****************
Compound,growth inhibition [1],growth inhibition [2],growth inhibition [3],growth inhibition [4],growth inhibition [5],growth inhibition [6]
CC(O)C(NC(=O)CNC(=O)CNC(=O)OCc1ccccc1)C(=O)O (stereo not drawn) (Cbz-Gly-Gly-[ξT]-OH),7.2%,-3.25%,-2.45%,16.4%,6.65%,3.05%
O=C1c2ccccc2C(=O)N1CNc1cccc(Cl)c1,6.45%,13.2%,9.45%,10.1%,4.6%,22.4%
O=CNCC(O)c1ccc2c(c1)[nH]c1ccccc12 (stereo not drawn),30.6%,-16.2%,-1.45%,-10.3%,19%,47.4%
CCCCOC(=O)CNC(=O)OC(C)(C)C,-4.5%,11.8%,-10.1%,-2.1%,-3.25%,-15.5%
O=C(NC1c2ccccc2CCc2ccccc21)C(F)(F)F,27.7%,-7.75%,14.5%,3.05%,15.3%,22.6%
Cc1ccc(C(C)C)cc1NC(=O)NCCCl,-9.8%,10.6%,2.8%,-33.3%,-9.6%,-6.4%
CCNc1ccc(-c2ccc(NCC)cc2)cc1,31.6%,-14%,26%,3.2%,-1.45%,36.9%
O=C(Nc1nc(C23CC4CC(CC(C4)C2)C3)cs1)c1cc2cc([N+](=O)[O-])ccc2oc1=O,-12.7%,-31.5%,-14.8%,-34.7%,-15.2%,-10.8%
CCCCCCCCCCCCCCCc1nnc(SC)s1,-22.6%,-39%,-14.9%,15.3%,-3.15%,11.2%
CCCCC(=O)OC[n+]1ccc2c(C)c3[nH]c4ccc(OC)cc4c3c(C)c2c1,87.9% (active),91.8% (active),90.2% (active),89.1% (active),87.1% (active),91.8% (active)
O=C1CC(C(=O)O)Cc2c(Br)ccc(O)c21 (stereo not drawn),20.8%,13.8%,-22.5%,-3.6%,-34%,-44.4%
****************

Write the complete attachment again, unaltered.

Compound,growth inhibition [1],growth inhibition [2],growth inhibition [3],growth inhibition [4],growth inhibition [5],growth inhibition [6]
CC(O)C(NC(=O)CNC(=O)CNC(=O)OCc1ccccc1)C(=O)O (stereo not drawn) (Cbz-Gly-Gly-[ξT]-OH),7.2%,-3.25%,-2.45%,16.4%,6.65%,3.05%
O=C1c2ccccc2C(=O)N1CNc1cccc(Cl)c1,6.45%,13.2%,9.45%,10.1%,4.6%,22.4%
O=CNCC(O)c1ccc2c(c1)[nH]c1ccccc12 (stereo not drawn),30.6%,-16.2%,-1.45%,-10.3%,19%,47.4%
CCCCOC(=O)CNC(=O)OC(C)(C)C,-4.5%,11.8%,-10.1%,-2.1%,-3.25%,-15.5%
O=C(NC1c2ccccc2CCc2ccccc21)C(F)(F)F,27.7%,-7.75%,14.5%,3.05%,15.3%,22.6%
Cc1ccc(C(C)C)cc1NC(=O)NCCCl,-9.8%,10.6%,2.8%,-33.3%,-9.6%,-6.4%
CCNc1ccc(-c2ccc(NCC)cc2)cc1,31.6%,-14%,26%,3.2%,-1.45%,36.9%
O=C(Nc1nc(C23CC4CC(CC(C4)C2)C3)cs1)c1cc2cc([N+](=O)[O-])ccc2oc1=O,-12.7%,-31.5%,-14.8%,-34.7%,-15.2%,-10.8%
CCCCCCCCCCCCCCCc1nnc(SC)s1,-22.6%,-39%,-14.9%,15.3%,-3.15%,11.2%
CCCCC(=O)OC[n+]1ccc2c(C)c3[nH]c4ccc(OC)cc4c3c(C)c2c1,87.9% (active),91.8% (active),90.2% (active),89.1% (active),87.1% (active),91.8% (active)
O=C1CC(C(=O)O)Cc2c(Br)ccc(O)c21 (stereo not drawn),20.8%,13.8%,-22.5%,-3.6%,-34%,-44.4%